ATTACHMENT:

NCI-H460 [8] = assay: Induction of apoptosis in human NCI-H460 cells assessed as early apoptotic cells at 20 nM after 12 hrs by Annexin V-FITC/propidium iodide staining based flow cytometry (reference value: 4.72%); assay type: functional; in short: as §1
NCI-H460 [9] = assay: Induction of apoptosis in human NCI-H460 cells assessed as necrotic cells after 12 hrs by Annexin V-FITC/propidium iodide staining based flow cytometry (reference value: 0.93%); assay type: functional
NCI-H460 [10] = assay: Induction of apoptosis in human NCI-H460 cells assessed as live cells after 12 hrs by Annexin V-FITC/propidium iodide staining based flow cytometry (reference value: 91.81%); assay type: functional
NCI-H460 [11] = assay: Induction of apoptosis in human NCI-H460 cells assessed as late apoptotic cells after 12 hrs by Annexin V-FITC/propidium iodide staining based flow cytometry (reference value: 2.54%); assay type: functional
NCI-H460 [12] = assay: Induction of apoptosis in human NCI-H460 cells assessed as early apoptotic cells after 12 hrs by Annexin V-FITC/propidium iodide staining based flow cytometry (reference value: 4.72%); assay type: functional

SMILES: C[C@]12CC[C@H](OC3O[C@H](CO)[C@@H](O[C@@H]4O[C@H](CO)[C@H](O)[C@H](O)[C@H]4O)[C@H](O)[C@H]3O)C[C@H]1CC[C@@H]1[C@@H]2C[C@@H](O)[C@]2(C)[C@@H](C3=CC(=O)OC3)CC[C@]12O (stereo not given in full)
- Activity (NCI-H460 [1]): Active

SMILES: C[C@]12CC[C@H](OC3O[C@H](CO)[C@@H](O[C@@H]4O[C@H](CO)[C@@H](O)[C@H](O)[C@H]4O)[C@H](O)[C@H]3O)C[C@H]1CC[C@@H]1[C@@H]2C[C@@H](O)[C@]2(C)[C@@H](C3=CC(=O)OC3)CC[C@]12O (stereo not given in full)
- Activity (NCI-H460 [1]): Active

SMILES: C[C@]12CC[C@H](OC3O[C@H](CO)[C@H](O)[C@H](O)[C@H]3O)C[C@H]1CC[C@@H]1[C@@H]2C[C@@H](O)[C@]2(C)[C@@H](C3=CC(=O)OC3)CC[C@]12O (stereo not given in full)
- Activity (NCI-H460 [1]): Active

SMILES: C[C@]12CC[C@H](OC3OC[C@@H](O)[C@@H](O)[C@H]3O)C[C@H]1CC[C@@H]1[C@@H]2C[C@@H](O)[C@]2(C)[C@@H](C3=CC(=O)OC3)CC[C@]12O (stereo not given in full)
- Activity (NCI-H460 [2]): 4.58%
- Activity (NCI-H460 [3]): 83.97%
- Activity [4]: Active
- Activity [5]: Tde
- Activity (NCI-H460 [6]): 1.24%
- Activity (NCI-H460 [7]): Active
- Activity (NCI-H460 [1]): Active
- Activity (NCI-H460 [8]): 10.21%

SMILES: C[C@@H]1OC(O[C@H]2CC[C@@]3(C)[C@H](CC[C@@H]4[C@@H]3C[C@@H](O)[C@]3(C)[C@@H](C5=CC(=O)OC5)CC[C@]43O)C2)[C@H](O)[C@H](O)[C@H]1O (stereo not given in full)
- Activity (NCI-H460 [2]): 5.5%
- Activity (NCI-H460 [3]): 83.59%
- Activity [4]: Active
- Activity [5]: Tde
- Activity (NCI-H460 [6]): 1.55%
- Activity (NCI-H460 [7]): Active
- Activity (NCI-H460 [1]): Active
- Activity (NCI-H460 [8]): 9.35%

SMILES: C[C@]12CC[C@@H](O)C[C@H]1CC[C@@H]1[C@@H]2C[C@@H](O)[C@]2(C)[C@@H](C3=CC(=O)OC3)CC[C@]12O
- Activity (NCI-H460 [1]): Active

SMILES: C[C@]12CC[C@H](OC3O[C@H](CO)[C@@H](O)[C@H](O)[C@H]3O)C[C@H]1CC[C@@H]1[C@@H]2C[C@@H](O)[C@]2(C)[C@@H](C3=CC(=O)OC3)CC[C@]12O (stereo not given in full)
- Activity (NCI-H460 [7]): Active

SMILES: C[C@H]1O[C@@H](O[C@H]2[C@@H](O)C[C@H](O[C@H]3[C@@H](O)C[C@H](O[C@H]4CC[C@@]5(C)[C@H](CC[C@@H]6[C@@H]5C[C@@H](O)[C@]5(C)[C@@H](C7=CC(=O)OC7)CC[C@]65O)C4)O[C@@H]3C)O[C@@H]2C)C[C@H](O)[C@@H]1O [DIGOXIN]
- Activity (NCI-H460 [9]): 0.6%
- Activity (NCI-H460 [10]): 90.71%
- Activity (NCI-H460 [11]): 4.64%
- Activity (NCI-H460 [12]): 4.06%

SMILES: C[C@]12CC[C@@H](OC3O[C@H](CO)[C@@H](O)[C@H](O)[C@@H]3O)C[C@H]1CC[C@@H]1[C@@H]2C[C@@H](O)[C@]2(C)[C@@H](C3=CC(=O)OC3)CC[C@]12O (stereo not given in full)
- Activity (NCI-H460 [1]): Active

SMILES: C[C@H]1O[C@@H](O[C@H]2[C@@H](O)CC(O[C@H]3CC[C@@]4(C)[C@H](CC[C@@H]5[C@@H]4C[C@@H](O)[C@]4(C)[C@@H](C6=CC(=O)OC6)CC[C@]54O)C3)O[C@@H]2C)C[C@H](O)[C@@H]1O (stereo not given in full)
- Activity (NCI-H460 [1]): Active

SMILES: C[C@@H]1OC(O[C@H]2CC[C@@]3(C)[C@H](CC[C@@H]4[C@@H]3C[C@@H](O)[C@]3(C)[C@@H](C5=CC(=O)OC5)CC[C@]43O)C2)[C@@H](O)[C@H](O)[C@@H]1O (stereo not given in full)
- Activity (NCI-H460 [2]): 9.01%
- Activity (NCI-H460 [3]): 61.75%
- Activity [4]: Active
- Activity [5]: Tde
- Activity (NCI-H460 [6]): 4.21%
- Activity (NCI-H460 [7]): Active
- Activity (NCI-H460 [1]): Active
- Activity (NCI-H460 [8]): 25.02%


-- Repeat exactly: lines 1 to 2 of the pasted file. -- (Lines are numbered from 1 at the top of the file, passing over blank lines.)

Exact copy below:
NCI-H460 [8] = assay: Induction of apoptosis in human NCI-H460 cells assessed as early apoptotic cells at 20 nM after 12 hrs by Annexin V-FITC/propidium iodide staining based flow cytometry (reference value: 4.72%); assay type: functional; in short: as §1
NCI-H460 [9] = assay: Induction of apoptosis in human NCI-H460 cells assessed as necrotic cells after 12 hrs by Annexin V-FITC/propidium iodide staining based flow cytometry (reference value: 0.93%); assay type: functional